5. Different Bookmarks for Different Parts of Docs, Slides or Sheets
Different tabs in Sheets, Headings in Docs and slides in Slides have different URL’s. That means you can make your bookmark (or a link you send in an email or message to someone) direct you (or the recipient) to a specific spot. It’s nice when you want to send someone to today’s meeting agenda in the massive Doc with all meeting agendas in it. It’s also super convenient if you regularly access a certain spreadsheet tab.
6. Bookmark specific sections of GMail
Have a certain GMail label you access regularly? Want quick access to your starred or important files? Want to be able to get to emails from your admin or boss quickly? Create a bookmark for that exact part of your Gmail.
7. Bookmark specific Calendar Views
Want to be able to access Day, Week, Month, Agenda or a Custom View quickly? Make it a bookmark.
Being able to have side-by-side windows open is a key functionality tool when using computers. Doing it quickly and easily makes it even better. Chrome OS has two little-known shortcuts and one little-known tool that support this. Check them out in the video below!
Video included at bottom of the post.
Keyboard shortcuts are a great way to be a little more efficient. Two of my most used in Google Chrome are:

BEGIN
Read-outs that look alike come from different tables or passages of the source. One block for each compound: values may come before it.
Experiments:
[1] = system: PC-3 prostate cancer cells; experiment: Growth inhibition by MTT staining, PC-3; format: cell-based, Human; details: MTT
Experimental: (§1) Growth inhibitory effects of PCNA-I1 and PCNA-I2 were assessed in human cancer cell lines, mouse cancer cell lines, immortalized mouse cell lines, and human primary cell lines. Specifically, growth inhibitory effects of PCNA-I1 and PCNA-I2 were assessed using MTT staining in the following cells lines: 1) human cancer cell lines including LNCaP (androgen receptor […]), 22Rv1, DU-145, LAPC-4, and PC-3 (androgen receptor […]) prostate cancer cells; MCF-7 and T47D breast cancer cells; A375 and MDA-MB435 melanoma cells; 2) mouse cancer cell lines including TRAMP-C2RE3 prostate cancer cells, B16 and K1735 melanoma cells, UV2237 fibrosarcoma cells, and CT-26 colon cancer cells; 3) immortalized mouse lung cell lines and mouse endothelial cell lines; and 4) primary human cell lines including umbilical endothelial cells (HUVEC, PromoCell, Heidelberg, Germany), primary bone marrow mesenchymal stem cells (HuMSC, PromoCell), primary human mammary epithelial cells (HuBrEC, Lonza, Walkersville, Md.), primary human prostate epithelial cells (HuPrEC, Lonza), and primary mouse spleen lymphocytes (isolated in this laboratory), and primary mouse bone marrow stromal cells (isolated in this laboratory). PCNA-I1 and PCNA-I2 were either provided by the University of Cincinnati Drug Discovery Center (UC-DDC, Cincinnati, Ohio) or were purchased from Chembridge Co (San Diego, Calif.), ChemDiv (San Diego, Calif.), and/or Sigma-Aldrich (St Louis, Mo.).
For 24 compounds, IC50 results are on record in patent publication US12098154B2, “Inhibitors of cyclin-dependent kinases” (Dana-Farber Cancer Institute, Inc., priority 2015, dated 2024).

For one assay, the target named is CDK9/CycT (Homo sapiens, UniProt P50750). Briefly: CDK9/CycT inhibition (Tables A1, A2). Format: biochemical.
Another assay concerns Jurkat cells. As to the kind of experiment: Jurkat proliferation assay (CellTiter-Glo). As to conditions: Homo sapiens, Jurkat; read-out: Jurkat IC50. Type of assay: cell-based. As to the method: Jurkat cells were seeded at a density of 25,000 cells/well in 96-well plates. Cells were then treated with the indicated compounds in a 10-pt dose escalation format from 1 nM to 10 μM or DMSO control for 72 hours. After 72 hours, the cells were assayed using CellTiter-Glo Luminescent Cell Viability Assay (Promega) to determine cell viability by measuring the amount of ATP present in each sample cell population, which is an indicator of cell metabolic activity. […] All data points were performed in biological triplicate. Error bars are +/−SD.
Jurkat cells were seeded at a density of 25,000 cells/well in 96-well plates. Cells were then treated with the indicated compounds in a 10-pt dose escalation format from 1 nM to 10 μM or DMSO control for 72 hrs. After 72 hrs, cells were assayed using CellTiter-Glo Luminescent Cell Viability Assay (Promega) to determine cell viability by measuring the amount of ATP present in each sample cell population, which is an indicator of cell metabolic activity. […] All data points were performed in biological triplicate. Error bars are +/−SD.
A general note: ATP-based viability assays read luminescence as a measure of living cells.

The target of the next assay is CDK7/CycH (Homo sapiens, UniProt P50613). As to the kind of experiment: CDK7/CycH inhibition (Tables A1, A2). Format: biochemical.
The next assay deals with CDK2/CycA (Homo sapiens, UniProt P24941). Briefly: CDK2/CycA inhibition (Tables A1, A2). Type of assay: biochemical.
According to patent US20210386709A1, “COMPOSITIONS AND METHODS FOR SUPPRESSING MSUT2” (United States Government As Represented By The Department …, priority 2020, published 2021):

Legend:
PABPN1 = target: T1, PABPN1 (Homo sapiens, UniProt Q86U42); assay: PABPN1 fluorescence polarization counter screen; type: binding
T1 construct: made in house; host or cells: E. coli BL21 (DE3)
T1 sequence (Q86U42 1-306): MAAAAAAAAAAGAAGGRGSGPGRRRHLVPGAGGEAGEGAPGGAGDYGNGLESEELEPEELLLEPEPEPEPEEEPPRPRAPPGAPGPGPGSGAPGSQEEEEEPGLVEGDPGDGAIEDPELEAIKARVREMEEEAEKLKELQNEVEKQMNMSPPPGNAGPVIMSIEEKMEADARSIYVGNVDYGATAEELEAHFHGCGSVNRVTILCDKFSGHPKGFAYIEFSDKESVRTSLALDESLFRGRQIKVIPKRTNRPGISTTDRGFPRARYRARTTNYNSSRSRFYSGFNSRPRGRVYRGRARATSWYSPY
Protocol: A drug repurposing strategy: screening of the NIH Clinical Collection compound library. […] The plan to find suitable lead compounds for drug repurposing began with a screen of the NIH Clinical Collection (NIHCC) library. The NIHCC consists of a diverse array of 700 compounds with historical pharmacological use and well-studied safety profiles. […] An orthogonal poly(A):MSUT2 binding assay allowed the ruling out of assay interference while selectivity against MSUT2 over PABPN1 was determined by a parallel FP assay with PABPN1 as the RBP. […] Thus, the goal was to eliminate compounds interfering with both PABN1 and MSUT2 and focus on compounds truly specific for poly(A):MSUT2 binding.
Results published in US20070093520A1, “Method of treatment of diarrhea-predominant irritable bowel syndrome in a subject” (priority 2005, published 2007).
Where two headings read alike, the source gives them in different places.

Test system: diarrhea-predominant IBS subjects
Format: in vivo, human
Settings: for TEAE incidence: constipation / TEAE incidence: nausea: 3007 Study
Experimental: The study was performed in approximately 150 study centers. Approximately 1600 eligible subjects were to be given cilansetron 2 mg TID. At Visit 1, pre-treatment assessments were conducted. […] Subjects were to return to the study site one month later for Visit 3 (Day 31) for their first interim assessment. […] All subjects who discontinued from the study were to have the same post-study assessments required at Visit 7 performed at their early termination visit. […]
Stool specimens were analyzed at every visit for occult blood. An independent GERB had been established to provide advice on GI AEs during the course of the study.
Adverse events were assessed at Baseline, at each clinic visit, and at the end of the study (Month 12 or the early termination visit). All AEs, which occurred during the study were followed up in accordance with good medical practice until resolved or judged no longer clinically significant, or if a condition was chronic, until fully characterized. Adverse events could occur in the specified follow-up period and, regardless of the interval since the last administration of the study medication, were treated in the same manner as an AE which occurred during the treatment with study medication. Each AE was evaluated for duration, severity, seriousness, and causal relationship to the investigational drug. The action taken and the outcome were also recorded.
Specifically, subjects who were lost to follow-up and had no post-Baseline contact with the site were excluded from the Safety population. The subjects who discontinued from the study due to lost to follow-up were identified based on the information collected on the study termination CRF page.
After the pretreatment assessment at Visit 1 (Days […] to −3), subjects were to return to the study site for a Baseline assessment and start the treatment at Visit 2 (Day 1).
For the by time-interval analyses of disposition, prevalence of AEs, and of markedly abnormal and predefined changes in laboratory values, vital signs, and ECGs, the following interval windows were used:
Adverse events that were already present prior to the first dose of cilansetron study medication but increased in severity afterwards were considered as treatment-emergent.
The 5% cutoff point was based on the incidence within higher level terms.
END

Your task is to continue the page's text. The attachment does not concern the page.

- Ctrl+W (or ⌘+W on Mac) for closing your “top” tab (the one showing on your screen).
- Ctrl+Shift+T (or ⌘+Shift+T on Mac) for opening your most recently closed tab.
#2 is probably my fave. Not only does it open your most recently closed tab, even if you closed it hours ago or even before shutting down Chrome, but it can open an entire window full of tabs, if you closed them. But my favorite-est part of it? Well, it has an educational aspect of course:
Ever walked by a student and seen them quickly close a tab before you got there? Ctrl+Shift+T to the rescue! Just imagine that student’s face when they find out that their teacher is a Chrome Keyboard Shortcut Ninja!!
We’ve all pasted something from a website into a doc, presentation, email or other destination before and experienced that annoyance when it doesn’t match your other font. Fixing this is simple… Just add shift to your ctrl+V keyboard shortcut to make your text match the destination font (including size, color, spacing and all style options).
Note: I’ve always been a little apprehensive about sharing this with students, because there’s no easier way to identify a plagiarizing student than a mismatched font with white highlighting . . .
The OneTab Chrome Extension (one-tab.com) is typically recommended as a way to free up processing speed and reduce clutter when attempting to have a tab-tervention with a tab-crazy browser user. And, well, that’s a true, but it doesn’t tell the full story of OneTab . . .
OneTab is actually a fantastic option for organizing, categorizing and sharing the sites that we mean to look at, read or follow up on, but just don’t have time – as well as ones that we intend to come back to repeatedly. Think of it as your website to-do list manager. Check it out in the video below.
Pro Tip: At the school that I work at, our students are doing Passion Projects. Each week, they have to reflect on their progress and growth in a Google Doc. For 12 of the kids, I’m tasked with looking at that reflection weekly and providing feedback. So, I keep the links to their reflections in a locked OneTab Group.